# Help with the phase of the solution for a driven oscillator

• etotheipi
In summary, the conversation discusses the equation of motion for an undamped driven harmonic oscillator and the particular solution for a non-homogeneous part. It is noted that the particular solution should have a frequency of ##\omega## and that the phase shift should be zero in the absence of a damping term.
etotheipi
Homework Statement
Obtain the general solution for an undamped harmonic oscillator with a forcing term proportional to a cosine wave, with a maximum of force at t = 0.
Relevant Equations
N/A
My question also applies to the damped driven oscillator, however for simplicity I will first consider an undamped oscillator.

The equation of motion is $$-kx + F_{0} \cos{\omega t} = m \ddot{x}$$ or in a more convenient form $$\ddot{x} + {\omega_{0}} ^{2}x = \frac{F_{0}}{m} \cos{\omega t}$$The auxiliary equation is ${\lambda}^{2} + {\omega_{0}} ^{2} =0$, which has solutions $\lambda = \pm i \omega_{0}$. So the complementary solution is $$x = A\cos{(\omega_{0}t + \phi)}$$Now for the particular solution. For a non-homogenous part relating to sine or cosine, the ansatz is of the form of a sine or cosine of the same argument plus a phase. However, most texts I've read just choose $x = B\cos{\omega t}$, which of course cancels out more nicely.

If we just use $x = B\cos{\omega t}$, the particular solution comes out to be $x = \frac{F_{0} \cos{\omega t}} {m(\omega_{0} ^{2} - \omega ^{2})}$.

However, if we choose the ansatz $x = B\cos{(\omega t + \psi)}$ which is equivalent to $x = Re(Be^{i(\omega t + \psi)})$, we get $$- B \omega ^{2} e^{i \psi} + B \omega_{0} ^{2} e^{i \psi} = \frac{F_{0}}{m}$$ and thus $B = \frac{F_{0} e^{-i \psi}}{m(\omega_{0} ^{2} - \omega ^{2})}$. When we put this together, the $e^{-i \psi}$ will cancel out and we end up with the same particular solution as before when we take the real part.

My question is why are we allowed to ignore the phase of the guess for the particular solution and still obtain the correct answer?

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etotheipi said:
My question also applies to the damped driven oscillator, however for simplicity I will first consider an undamped oscillator.

The equation of motion is

−kx+F0cosωt=m¨x​
This is the equation of motion for the undamped driven harmonic oscillator.

Note that the particular solution should have frequency ##\omega##, not ##\omega_0## and that there is no phase shift in absence of a damping term (if you input a phase shift it will come out to be zero).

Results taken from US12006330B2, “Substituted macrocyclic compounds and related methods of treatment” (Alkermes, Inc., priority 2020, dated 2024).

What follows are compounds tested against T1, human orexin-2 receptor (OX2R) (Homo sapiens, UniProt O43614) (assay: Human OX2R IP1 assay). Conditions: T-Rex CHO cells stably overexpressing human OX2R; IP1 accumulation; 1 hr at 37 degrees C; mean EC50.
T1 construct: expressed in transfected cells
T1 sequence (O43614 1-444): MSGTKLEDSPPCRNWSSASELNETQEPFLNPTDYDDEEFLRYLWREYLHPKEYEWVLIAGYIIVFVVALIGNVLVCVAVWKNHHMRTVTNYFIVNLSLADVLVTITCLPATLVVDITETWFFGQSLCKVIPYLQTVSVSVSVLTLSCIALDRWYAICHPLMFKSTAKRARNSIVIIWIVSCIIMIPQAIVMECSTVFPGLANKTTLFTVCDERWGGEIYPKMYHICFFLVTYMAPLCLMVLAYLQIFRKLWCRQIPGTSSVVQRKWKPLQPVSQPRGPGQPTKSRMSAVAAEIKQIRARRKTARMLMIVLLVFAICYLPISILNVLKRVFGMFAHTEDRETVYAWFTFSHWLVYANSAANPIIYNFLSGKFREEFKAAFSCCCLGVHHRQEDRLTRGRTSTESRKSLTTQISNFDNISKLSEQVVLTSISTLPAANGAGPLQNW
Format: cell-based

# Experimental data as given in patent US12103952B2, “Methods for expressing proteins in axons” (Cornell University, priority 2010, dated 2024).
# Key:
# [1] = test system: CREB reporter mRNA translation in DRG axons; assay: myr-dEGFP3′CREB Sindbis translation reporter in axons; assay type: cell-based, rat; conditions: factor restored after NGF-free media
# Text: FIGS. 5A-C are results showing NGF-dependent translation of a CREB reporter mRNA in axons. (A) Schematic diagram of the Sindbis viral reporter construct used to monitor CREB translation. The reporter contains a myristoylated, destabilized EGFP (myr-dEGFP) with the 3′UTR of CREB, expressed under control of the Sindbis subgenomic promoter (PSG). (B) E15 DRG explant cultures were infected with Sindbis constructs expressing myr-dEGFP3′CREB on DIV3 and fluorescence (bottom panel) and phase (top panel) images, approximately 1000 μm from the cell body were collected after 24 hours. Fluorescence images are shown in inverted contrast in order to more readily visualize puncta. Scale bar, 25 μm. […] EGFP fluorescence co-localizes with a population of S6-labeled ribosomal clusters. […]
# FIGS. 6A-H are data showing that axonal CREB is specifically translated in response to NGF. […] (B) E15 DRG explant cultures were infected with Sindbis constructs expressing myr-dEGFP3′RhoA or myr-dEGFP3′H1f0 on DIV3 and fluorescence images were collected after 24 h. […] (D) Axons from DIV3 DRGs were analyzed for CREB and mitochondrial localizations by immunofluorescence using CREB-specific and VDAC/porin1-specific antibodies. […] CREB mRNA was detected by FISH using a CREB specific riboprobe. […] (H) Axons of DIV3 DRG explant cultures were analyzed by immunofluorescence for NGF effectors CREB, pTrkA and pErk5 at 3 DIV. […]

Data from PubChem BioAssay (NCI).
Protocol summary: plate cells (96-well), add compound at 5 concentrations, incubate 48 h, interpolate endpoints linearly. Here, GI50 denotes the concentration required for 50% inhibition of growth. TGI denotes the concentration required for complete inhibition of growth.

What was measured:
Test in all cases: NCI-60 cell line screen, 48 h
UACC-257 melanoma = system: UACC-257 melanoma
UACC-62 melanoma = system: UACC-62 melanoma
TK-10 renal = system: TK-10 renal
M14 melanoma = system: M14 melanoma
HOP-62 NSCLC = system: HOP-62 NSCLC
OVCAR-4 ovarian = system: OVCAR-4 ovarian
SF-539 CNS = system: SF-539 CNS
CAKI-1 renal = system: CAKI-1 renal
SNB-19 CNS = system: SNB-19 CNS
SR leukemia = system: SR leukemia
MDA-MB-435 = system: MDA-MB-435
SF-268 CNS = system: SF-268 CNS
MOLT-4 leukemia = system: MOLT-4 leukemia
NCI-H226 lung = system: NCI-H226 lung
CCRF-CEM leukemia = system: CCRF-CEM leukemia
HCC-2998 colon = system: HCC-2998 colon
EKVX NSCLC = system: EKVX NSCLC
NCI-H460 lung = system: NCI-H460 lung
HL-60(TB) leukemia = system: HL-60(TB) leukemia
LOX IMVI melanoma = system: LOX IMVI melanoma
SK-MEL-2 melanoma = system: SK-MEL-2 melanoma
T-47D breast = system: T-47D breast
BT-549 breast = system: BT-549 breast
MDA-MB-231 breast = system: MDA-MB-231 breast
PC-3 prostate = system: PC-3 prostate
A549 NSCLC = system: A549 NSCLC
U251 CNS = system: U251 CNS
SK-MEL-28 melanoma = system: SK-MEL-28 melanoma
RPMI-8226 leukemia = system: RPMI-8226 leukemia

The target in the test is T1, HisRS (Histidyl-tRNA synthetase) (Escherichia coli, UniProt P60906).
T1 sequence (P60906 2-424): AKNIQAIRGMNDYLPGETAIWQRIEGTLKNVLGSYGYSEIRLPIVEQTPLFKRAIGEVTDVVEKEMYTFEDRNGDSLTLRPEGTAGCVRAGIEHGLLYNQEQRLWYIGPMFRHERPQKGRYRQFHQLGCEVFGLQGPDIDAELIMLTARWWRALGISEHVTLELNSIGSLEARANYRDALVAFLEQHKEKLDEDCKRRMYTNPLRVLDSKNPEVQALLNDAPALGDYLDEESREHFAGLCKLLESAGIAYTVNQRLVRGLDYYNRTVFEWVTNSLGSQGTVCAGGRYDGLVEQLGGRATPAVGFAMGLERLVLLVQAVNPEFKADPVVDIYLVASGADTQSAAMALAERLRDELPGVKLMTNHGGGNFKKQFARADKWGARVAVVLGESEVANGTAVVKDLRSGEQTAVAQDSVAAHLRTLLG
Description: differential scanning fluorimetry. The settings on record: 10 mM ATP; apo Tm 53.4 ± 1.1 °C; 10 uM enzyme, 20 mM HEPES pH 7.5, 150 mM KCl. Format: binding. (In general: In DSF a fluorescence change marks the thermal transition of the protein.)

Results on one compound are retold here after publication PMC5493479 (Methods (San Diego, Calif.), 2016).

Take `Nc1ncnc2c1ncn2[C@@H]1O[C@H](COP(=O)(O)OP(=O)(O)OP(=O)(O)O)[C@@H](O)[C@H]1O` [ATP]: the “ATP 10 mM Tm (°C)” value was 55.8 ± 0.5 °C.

etotheipi
Orodruin said:
This is the equation of motion for the undamped driven harmonic oscillator.

Note that the particular solution should have frequency ##\omega##, not ##\omega_0## and that there is no phase shift in absence of a damping term (if you input a phase shift it will come out to be zero).

Yes sorry about the ##\omega_0##, it was a typo.

That makes perfect sense. Thanks!

## 1. What is a driven oscillator?

A driven oscillator is a physical system that experiences oscillations (back-and-forth motion) due to an external force or input. This external force is known as the "driving force" and can be either periodic or non-periodic.

## 2. How do you solve for the phase of a driven oscillator?

The phase of a driven oscillator can be solved for by using the equation: θ = arctan(ω/γ), where θ is the phase, ω is the angular frequency of the driving force, and γ is the damping coefficient of the oscillator. Alternatively, you can also use a graphing calculator or software to plot the phase angle against the frequency of the driving force to find the phase.

## 3. What factors affect the phase of a driven oscillator?

The phase of a driven oscillator is affected by the frequency and amplitude of the driving force, as well as the damping coefficient of the oscillator. Additionally, the initial conditions of the system can also affect the phase.

## 4. Can the phase of a driven oscillator be negative?

Yes, the phase of a driven oscillator can be negative. This indicates that the oscillator is lagging behind the driving force in its oscillations.

## 5. How can understanding the phase of a driven oscillator be useful?

Understanding the phase of a driven oscillator can be useful in various fields such as engineering, physics, and electronics. It allows us to predict the behavior of the system and make adjustments to optimize its performance. Additionally, it can also help us analyze the stability and resonance of the oscillator.

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